What does the future have in-store for telco retail?

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For years, the conversation around telco retail has been dominated by store closures and the shift to online. Carphone Warehouse, for example, was one of the UK’s largest independent retailers until it moved its operations online and closed 531 stores in March 2020. Its reasoning for this was cited as a change in consumer behavior, growing preference for SIM-only tariffs and the dissociation of devices and tariffs.

About the author

David McGlew is Marketing Director at Openet, an Amdocs company.

However, Three Ireland’s recent investment of €27 million into revamping its stores across the country has raised questions about the future of retail for telcos, reopening the debate around the role retail can play as a sales or service channel for businesses in the industry. While Three Ireland obviously sees potential in this channel, it has diversified away from just offering mobile devices and tariff plans. Market research conducted by the company has encouraged it to widen its focus, in a move that has seen its new ‘Smart Lifestyle’ products – such as smart hubs, robot vacuum cleaners and security solutions, alongside audio and visual products – come to the fore.

Despite the monumental shift to online shopping caused by the Covid-19 pandemic, many consumers are still interested in in-store experiences. In fact, a recent survey from Foresight Factory, commissioned by Three Ireland, found that 60% of people still prefer shopping in-store rather than online. This could be attributed to the fact that there are certain experiences and levels of support that can only be gained from talking to someone face-to-face in-store. In terms of Three Ireland, it’s clear from its investment into its store estate that it is listening to this trend and adapting accordingly as it launches its new range of products. Other telcos should consider following suit in terms of the experience they are offering their customers if they want to compete in this evolving market. Ultimately, I believe this significant investment and evolving market trends signal the start of telcos needing to improve and widen the services they are offering to their customers to facilitate buying decisions.

Adapt or die

Three’s research suggesting consumers are going to demand additional in-store support and expertise during their buying decisions going forward is likely spot on. However, alongside new or improved in-store experiences, telcos need to reassess their product portfolio if they are to stay relevant in this changing marketplace. In particular, they should look to improve the quality of service and personalization they are offering customers by better leveraging new and evolving technologies, such as 5G, artificial intelligence (AI) and machine learning (ML).

The integration of these improved experiences within both the physical and digital spheres will help operators stand out from the crowd. Consumers are used to the concept of omnichannel in other areas of retail, and this is what telcos need to be aiming for to attract and retain customers. It is the combination of expert in-store advice and AI and ML-enabled endpoints and experiences that will play a key role in boosting the take-up of telco products and services by enabling improved quality of service and personalized, omnichannel customer experiences.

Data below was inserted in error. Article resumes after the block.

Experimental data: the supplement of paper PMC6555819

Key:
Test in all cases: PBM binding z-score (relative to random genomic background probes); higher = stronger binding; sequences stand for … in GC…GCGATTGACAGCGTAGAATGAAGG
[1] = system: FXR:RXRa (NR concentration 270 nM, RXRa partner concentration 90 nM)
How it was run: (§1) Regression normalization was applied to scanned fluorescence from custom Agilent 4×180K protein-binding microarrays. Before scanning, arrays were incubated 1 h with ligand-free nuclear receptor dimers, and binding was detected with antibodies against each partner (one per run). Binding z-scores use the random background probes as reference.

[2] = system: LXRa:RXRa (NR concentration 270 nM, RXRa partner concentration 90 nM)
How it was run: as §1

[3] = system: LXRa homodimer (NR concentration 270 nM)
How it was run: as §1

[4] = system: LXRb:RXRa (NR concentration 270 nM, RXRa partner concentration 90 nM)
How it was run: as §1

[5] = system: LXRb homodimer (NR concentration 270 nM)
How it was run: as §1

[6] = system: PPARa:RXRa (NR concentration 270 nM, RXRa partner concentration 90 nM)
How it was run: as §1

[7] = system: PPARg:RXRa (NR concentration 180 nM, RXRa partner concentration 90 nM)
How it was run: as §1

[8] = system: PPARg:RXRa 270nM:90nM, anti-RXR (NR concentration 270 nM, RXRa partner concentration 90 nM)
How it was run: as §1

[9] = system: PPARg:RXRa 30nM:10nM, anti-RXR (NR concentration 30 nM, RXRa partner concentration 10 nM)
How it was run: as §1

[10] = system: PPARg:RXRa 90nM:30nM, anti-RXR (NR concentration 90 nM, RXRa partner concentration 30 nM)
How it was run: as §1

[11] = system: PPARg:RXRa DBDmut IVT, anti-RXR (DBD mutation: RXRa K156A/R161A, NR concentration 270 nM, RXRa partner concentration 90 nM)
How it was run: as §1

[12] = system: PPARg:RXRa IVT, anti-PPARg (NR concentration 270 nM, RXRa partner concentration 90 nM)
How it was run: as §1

Partnering for success

When it comes to expanding their product and service portfolio to adapt to new market demands and consumer retail preferences, working with an experienced third-party can be the key to success. While telcos are experts in their field, partnering with these companies can help them identify new revenue streams or product categories, especially when looking to explore possibilities away from their bread and butter. This is where Three Ireland has paved the way, by identifying demand and gaps in the market, and branching into lifestyle products in addition to traditional handsets, tariffs and broadband.

However, there can be a barrier to this type of collaboration. Due to their sheer scale, it can be complicated and expensive to allow third-parties access into their networks and IT systems, which is required for these partnerships to have the greatest impact. Therefore, many have put it off, unless there has been clear ROI and growth possibilities on a large scale. Fortunately, the advent of 5G can benefit telcos themselves in this instance, as well as their customers.

With 5G and new network functions, including the Network Exposure Function – which facilitates secure, robust, developer-friendly access to exposed network services and capabilities – and cloud-native monetization solutions built into the network as microservices, telcos can facilitate collaboration by making it easier and more cost-effective to collaborate with third-parties. This can help drive 5G innovation by enabling developers to rapidly launch new value-added services. When combined with cloud-native microservices, this can ensure the telco’s architecture is flexible, controllable and future-proofed. Ultimately, facilitating the development and roll-out of innovative new services will not only reduce costs and increase ROI, but will make the end-user experience more fulfilling.

It’s an exciting time for telco retail as the market evolves and new trends appear, as exemplified by Three Ireland’s substantial investment. For other telcos to follow suit and expand their revenue streams to capitalize on these new consumer expectations, they must look at how they can offer new products and services to meet this demand. Working effectively with the right partners can help them cement an effective omnichannel strategy and launch exciting new offerings to market, they just need the right digital network tools to make this happen.

David McGlew is Marketing Director at Openet, an Amdocs company.